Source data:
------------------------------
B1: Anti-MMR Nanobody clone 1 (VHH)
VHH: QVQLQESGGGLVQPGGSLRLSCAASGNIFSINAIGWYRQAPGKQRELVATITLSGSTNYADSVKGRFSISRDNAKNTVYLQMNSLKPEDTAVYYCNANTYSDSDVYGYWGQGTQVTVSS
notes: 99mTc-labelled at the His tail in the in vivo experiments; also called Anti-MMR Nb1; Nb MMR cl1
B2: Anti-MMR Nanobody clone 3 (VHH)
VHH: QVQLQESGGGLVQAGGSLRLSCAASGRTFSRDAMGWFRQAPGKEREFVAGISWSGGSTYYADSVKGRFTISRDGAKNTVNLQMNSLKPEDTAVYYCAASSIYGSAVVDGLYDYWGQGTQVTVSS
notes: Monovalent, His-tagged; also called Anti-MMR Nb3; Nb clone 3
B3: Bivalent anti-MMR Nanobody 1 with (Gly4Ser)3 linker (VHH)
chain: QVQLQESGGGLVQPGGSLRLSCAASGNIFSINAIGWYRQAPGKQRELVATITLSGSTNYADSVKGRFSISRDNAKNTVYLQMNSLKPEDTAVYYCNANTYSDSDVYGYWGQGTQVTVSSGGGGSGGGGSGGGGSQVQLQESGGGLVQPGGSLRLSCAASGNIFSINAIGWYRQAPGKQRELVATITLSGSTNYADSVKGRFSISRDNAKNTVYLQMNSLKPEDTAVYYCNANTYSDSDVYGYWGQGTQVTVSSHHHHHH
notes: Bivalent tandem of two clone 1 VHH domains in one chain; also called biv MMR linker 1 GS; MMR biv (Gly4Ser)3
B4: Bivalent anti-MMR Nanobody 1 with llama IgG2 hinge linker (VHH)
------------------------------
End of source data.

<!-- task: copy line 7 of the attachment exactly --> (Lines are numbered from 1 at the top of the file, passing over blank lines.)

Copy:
B3: Bivalent anti-MMR Nanobody 1 with (Gly4Ser)3 linker (VHH)